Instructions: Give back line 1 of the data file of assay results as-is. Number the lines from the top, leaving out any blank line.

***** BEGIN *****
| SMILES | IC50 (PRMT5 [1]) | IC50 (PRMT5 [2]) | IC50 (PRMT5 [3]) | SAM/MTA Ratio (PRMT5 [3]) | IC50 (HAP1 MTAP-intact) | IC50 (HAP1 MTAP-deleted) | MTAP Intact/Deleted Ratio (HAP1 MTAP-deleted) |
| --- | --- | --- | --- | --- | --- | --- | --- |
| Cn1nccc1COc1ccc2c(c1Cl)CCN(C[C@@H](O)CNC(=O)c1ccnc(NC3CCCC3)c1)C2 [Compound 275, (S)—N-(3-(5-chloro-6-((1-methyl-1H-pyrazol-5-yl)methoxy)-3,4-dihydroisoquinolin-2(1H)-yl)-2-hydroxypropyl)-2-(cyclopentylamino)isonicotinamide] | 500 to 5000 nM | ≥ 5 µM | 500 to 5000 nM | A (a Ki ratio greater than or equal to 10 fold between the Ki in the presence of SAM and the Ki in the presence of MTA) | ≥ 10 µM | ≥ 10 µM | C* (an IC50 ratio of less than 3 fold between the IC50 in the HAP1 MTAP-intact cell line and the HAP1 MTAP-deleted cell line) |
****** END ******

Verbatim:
| SMILES | IC50 (PRMT5 [1]) | IC50 (PRMT5 [2]) | IC50 (PRMT5 [3]) | SAM/MTA Ratio (PRMT5 [3]) | IC50 (HAP1 MTAP-intact) | IC50 (HAP1 MTAP-deleted) | MTAP Intact/Deleted Ratio (HAP1 MTAP-deleted) |